How to Protect Your Web Applications and APIs from Bot Attacks
Effective bot attack protection requires the ability to:
Identify which web requests indicate bot attacks
Take appropriate action on malicious requests
Display actionable data
1. Identify Bot Attack Indicators
Security must inspect all web requests to establish a baseline of normal activity. After establishing a threshold for normal behavior, observe abnormal web requests to help identify which requests indicate attack.
Attack indicators are not identical at every organization. For example, when observing a social media app’s login pages, suspicious activity indicators are:
Irregular increases in login attempts
Account creation coming from the same IP address
2. Take Action on Bot Attacks
After establishing a baseline of normal web request behavior within your system, you’ll be able to distinguish between legitimate user and bad actor activity. Actions include observing, blocking, allowing, or alerting. It is crucial to take appropriate action on each request to avoid false positives and service disruptions to valid users.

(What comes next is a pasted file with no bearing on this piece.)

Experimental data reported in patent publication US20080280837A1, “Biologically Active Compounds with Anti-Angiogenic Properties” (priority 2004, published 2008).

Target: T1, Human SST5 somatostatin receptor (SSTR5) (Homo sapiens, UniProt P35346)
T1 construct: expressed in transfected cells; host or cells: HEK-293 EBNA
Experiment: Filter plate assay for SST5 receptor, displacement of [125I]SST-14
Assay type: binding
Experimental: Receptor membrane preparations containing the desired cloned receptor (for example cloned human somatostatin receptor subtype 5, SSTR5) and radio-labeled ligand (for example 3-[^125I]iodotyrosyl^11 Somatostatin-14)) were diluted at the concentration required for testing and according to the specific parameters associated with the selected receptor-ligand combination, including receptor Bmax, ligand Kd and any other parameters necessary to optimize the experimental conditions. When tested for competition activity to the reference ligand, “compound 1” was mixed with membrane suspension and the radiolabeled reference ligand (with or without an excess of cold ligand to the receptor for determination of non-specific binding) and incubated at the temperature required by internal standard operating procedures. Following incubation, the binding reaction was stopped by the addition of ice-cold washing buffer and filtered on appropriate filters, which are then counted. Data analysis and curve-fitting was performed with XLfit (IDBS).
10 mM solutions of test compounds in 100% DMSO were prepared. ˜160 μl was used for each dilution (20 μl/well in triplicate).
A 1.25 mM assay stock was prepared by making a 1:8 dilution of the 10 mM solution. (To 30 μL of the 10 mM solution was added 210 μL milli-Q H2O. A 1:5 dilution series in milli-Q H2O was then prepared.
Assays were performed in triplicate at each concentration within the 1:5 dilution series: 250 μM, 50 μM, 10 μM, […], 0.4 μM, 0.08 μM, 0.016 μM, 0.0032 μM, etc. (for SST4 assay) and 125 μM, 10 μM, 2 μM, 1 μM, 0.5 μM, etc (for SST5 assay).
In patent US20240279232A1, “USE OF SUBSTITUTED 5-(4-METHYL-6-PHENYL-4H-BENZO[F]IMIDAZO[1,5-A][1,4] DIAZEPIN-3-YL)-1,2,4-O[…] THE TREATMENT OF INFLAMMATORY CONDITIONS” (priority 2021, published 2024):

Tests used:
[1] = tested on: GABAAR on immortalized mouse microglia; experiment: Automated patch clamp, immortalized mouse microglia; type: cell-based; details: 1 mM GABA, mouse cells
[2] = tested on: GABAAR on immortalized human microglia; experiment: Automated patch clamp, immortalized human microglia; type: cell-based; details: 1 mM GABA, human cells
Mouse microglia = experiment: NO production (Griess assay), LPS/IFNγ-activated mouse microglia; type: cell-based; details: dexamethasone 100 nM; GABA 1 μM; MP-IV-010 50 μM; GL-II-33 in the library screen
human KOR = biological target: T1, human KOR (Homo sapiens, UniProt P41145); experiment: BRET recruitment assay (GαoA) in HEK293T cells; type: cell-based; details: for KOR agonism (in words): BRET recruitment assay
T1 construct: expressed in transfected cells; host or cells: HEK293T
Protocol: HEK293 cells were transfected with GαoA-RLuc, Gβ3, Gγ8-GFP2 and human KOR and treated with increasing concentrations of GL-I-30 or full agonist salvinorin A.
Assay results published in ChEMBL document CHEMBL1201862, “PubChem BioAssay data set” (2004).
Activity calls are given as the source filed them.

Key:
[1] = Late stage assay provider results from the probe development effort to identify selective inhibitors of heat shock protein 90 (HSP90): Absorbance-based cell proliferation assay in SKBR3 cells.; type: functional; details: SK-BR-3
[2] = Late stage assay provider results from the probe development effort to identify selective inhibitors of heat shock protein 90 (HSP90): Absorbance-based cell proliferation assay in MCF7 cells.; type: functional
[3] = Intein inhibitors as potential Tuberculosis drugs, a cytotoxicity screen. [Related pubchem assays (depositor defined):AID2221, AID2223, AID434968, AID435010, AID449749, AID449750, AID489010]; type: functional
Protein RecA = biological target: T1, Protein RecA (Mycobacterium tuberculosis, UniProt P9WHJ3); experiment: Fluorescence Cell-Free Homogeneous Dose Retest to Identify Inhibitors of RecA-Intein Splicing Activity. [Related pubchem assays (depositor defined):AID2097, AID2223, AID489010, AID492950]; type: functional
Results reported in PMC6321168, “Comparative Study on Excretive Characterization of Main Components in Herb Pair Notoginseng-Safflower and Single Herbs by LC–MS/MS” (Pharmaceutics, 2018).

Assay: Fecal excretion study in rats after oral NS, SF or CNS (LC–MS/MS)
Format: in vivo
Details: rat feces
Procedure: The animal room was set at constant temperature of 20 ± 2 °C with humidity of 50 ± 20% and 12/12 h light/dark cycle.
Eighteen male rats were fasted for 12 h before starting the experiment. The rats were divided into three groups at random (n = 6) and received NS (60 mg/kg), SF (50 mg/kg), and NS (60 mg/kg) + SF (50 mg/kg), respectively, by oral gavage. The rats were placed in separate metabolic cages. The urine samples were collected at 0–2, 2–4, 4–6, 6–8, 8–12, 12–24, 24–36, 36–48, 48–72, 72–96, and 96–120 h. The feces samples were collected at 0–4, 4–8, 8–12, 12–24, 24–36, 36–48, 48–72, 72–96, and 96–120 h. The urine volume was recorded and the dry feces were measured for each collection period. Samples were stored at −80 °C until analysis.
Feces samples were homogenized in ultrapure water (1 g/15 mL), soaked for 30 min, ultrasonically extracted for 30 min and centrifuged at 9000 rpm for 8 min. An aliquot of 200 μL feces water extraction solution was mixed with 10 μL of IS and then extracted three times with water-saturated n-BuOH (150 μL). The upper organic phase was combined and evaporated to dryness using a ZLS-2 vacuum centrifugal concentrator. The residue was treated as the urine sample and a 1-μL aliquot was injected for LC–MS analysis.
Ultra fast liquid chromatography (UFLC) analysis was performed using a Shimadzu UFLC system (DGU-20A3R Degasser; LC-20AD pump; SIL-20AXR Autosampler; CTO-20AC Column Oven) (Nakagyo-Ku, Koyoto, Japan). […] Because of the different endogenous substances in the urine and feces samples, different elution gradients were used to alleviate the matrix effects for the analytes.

Bot Blocking Capabilities
Advanced security tools allow users to create parameters and predefined signals to filter out authentic users from bots. A powerful combination of thresholding, advanced rules, and predetermined blacklists allow organizations to customize their protections from known bots and IPs. Rulesets filter all incoming traffic and block malicious traffic before it reaches the app origin or API endpoint.
3. Display and Deploy Actionable Data as Part of Your Bot Management Strategy
Organizations need a way to collectively gather and visualize all web request data. Accurate metadata and behavioral data is key to automating your bot attack strategy. Inspecting specific attributes in web requests helps to inform rules, templates, or other automated systems.
Bot Visibility Within a Unified Console
A unified management console, such as a web application and api protection (WAAP) platform, shows all traffic directed at your web properties. This global visibility helps you understand the impact that bots have on your resources to keep operating costs low for the entire security team.